• All building needs air conditioning. For smaller buildings, this can be provided by A/C units but once the building reaches a certain size it becomes cost-effective to use a centralized system.
• Centralized systems use “chillers” which are basically giant A/C units but they work slightly differently because of their size.
• Chillers generate chilled water which is used to provide air conditioning in buildings. All building generate a lot of unwanted heat, whether is solar heat gain from the sun beating down on it or from the occupants inside and the equipment they use.
• This heat needs to be removed to keep the people inside at a comfortable temperature but also to make sure electrical and mechanical equipment is kept within certain thermal limits otherwise these will break.
• Chillers are typically located in the basement or on the roof. Rooftop chillers tend to be air cooled whereas basement chillers tend to be water cooled.
• By “cooled” we refer to the method it uses to discard the unwanted heat into the atmosphere which was picked up in the building.
• Water cooled chillers will use cooling towers whereas air cooled chillers will blow air across their condenser, much like an A/C unit, to disperse the unwanted heat into the atmosphere.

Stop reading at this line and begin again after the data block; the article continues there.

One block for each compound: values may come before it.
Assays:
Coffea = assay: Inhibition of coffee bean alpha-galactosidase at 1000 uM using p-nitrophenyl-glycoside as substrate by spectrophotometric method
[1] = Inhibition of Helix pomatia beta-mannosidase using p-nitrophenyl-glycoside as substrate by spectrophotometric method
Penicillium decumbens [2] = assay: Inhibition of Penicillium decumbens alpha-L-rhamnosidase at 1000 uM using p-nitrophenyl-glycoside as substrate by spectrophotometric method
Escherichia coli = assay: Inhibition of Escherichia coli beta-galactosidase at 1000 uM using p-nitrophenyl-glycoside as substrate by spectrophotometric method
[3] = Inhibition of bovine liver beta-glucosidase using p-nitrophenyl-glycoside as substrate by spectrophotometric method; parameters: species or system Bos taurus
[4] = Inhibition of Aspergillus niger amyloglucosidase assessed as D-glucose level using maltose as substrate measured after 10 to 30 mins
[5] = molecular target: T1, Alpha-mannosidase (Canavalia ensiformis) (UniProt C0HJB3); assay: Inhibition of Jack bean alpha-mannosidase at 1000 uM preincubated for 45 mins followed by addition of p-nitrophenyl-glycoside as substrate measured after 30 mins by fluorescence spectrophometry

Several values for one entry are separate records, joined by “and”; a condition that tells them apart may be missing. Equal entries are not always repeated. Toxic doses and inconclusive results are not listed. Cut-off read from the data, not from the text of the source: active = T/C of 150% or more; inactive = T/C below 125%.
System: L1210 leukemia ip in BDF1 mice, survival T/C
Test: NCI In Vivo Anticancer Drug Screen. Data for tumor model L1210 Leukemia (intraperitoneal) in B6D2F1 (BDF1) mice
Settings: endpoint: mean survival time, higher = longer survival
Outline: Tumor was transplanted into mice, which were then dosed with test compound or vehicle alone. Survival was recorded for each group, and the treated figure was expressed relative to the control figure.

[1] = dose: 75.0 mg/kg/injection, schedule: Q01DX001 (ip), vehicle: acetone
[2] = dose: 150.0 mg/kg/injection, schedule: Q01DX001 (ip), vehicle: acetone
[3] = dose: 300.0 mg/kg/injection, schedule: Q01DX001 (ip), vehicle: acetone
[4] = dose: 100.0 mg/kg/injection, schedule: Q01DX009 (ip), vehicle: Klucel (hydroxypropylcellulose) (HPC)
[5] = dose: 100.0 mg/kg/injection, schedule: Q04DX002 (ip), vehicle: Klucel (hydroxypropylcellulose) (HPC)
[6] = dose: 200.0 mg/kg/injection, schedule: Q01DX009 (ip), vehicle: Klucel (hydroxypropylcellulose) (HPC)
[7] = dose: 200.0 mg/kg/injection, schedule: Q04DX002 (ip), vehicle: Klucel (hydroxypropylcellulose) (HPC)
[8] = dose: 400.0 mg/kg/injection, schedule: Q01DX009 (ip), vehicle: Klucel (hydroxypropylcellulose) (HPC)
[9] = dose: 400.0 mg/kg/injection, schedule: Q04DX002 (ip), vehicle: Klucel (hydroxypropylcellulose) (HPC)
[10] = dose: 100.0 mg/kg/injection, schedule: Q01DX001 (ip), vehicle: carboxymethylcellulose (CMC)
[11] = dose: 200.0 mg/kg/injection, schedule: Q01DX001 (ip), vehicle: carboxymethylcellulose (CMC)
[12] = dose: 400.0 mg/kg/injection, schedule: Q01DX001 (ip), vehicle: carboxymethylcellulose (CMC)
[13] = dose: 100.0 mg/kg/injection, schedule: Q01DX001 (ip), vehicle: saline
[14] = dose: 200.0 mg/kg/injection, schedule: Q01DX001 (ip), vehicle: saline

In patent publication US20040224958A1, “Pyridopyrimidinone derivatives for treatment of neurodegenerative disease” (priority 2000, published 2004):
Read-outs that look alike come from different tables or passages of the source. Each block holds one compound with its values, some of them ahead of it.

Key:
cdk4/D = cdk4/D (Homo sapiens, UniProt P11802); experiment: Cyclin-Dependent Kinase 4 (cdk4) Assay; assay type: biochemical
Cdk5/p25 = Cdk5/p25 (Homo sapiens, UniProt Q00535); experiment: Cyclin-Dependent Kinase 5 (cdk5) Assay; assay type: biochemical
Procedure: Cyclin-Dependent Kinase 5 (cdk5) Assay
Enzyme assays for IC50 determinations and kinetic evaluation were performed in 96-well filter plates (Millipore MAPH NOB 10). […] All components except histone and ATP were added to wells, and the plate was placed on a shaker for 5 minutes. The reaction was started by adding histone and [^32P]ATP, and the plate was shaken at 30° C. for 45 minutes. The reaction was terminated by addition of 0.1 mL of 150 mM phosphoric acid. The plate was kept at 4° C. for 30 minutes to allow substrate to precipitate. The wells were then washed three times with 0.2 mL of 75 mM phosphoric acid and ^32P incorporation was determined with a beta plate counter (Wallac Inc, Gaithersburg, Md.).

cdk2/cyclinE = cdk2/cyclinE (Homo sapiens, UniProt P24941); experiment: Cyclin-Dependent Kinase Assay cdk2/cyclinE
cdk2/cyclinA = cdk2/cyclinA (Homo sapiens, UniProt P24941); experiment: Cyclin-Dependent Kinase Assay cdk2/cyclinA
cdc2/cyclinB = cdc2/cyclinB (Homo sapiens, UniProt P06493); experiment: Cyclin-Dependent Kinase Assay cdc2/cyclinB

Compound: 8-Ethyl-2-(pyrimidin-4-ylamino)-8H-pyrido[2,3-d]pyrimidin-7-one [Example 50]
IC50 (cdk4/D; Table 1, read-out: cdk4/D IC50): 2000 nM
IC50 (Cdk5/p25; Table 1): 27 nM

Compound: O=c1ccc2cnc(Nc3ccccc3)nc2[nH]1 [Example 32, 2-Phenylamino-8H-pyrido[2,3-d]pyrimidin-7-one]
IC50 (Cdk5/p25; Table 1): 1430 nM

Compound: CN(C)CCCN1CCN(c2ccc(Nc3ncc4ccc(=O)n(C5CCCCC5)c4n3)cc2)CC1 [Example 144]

• Chillers use refrigerant gas to move the unwanted heat between the evaporator and the condenser.
• The chilled water is generated in the evaporator and this is sent around the building by a pump to collect the unwanted heat and bring it back to the evaporator to be cooled down.
• The refrigerant collects this heat and moves it to the condenser. The condenser puts this unwanted heat into another loop which is sent by a pump to the cooling towers to send it into the atmosphere or it will send it to a cooling coil where a fan blows the heat away, much like you blow onto a hot spoon of soup to cool it down.

SOURCE : theengineeringmindset.com


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